Smart watch market to grow to 71.5mn shipments by 2021, led by Apple
According to new research from the International Data Corporation (IDC), the smart watch market is expected to more than double by 2021.
“Led primarily by the Apple Watch”, the IDC predicts that shipments will increase from 31.6mn units in 2017 to 71.5mn units in 2021, with a forecast compound annual growth rate (CAGR) of 22.7%.
The contributing factors of this will include a wider adoption of cellular connectivity and a technology transition to more sophisticated watches that will be able to run apps, play games and communicate.
With capabilities similar to that of a smart phone or tablet and a more fashionable appearance, the IDC predicts that smart watches will likely come to replace wearables such as the Fitbit.
“The move from wristbands to watches introduces additional revenue opportunities for vendors and distributors as average selling prices are expected to rise,” said Jitesh Ubrani, Senior Research Analyst for IDC Mobile Device Trackers.
“However, the struggle to move beyond health and fitness persists and convincing consumers to spend more for utility that may not be immediately obvious will be a challenge. This is where fashion-forward brands have a chance to shine as their customer base doesn't tend to prioritize.”
Within the report, the IDC also predicts that the overall wearable devices market will grow from 113.2mn shipments in 2017 to 222.3mn in 2021.
Check Point: Securing the future of enterprise IT
Cybersecurity solutions provider Check Point was founded in 1993 with a mission to secure ‘everything,’ and that includes the cloud. Conscious that nothing remains static in the digital world, the company prides itself on an ability to integrate new technology with its solutions. Across almost three decades in operation, Check Point, with its team of over 3,500 experts, has become adept at protecting networks, endpoints, mobile, IoT, and cloud.
“The pandemic has been somewhat of an accelerator in the evolution of cyber risk,” explains Erez Yarkoni, Global VP for Cloud Business. “We had remote workers and cloud adoption a long time beforehand, but now the volume and surface area is far greater.” Formerly a CIO for several big-name telcos before joining Check Point in 2019, Yarkoni considers the cloud to be “part of [his] heritage” and one of modern IT’s most valuable tools.
Check Point has three important ‘product families’, Quantum, CloudGuard, and Harmony, with each one providing another layer of holistic IT protection:
- Quantum: secures enterprise networks from sophisticated cyber attacks
- CloudGuard: acts as a scalable and unified cloud-native security platform for the protection of any cloud
- Harmony: protects remote users and devices from cyber threats that might compromise organisational data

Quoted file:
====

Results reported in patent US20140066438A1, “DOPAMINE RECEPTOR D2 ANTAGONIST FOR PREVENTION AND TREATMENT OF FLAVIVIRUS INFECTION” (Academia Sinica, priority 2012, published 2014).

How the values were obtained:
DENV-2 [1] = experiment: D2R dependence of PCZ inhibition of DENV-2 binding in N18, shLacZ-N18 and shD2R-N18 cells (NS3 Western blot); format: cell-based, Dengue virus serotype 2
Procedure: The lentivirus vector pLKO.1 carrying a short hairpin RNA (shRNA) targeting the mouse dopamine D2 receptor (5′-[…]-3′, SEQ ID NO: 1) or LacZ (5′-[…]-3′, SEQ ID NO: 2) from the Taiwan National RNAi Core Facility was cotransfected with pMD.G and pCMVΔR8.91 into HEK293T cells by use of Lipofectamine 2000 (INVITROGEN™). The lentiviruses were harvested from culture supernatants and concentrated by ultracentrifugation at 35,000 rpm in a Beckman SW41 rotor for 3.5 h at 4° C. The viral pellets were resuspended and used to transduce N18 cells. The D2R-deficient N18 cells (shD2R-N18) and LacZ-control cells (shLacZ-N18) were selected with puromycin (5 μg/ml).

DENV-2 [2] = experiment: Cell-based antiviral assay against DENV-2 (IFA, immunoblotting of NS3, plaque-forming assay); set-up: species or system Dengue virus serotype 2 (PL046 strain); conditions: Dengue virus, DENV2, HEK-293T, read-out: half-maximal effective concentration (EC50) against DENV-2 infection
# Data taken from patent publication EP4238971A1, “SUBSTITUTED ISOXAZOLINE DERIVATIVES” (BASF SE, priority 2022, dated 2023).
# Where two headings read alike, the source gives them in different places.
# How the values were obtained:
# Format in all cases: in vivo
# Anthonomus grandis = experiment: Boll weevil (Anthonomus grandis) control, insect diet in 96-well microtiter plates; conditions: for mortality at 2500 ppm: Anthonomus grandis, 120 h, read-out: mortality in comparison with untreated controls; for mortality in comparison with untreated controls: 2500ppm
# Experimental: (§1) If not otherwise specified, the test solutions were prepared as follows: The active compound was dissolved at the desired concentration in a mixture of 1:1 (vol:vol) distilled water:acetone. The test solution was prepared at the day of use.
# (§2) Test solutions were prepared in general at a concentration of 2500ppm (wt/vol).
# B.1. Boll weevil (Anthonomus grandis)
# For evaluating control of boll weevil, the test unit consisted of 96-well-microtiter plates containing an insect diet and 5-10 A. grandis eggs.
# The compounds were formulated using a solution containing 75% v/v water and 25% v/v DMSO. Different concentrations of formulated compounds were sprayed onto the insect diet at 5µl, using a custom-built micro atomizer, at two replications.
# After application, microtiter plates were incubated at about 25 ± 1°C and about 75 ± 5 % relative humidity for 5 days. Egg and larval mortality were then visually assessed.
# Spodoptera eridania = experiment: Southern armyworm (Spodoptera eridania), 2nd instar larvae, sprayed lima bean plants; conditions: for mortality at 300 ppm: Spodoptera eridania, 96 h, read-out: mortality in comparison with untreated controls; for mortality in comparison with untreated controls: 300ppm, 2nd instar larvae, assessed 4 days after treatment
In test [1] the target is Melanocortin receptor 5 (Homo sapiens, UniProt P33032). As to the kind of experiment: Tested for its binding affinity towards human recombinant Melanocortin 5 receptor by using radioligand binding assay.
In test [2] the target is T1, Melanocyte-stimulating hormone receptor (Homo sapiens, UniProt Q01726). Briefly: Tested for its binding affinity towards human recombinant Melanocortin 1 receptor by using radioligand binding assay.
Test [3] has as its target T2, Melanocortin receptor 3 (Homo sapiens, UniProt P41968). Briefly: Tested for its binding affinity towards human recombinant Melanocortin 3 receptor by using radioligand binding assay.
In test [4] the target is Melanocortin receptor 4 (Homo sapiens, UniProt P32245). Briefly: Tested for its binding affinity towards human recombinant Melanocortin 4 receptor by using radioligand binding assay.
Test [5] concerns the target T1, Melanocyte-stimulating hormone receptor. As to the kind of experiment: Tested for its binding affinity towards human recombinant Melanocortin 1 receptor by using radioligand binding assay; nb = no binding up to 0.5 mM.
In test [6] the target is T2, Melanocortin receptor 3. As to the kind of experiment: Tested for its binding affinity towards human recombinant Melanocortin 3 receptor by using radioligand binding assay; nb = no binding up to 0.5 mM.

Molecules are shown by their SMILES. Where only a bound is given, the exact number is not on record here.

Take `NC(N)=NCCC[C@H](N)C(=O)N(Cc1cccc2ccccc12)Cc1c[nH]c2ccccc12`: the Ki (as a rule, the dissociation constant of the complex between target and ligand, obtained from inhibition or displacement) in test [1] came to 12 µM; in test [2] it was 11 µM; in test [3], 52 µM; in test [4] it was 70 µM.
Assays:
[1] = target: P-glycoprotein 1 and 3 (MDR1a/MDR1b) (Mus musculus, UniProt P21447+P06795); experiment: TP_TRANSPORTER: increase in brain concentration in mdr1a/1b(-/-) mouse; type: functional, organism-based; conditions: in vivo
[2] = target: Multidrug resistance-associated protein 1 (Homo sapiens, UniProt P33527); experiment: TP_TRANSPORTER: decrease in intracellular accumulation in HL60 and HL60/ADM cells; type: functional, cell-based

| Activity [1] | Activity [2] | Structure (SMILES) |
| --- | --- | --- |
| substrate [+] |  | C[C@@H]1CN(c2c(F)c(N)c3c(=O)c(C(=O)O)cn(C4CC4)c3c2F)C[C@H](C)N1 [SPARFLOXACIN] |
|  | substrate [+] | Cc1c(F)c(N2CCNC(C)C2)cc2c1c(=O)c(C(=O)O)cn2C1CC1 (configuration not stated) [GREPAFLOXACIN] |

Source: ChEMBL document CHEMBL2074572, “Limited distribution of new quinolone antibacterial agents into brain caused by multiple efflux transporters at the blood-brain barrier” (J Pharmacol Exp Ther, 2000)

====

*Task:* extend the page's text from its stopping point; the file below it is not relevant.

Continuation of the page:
However, more than just providing security, Yarkoni emphasises the need for software to be proactive and minimise the possibility of threats in the first instance. This is something Check Point assuredly delivers, “the industry recognises that preventing, not just detecting, is crucial. Check Point has one platform that gives customers the end-to-end cover they need; they don't have to go anywhere else. That level of threat prevention capability is core to our DNA and across all three product lines.”
In many ways, Check Point’s solutions’ capabilities have actually converged to meet the exact working requirements of contemporary enterprise IT. As more companies embark on their own digital transformation journeys in the wake of COVID-19, the inevitability of unforeseen threats increases, which also makes forming security-based partnerships essential. Healthcare of Ontario Pension Plan (HOOPP) sought out Check Point for this very reason when it was in the process of selecting Microsoft Azure as its cloud provider. “Let's be clear: Azure is a secure cloud, but when you operate in a cloud you need several layers of security and governance to prevent mistakes from becoming risks,” Yarkoni clarifies.
The partnership is a distinctly three-way split, with each bringing its own core expertise and competencies. More than that, Check Point, HOOPP and Microsoft are all invested in deepening their understanding of each other at an engineering and developmental level. “Both of our organisations (Check Point and Microsoft) are customer-obsessed: we look at the problem from the eyes of the customer and ask, ‘Are we creating value?’” That kind of focus is proving to be invaluable in the digital era, when the challenges and threats of tomorrow remain unpredictable. In this climate, only the best protected will survive and Check Point is standing by, ready to help.
“HOOPP is an amazing organisation,” concludes Yarkoni. “For us to be successful with a customer and be selected as a partner is actually a badge of honor. It says, ‘We passed a very intense and in-depth inspection by very smart people,’ and for me that’s the best thing about working with organisations like HOOPP.”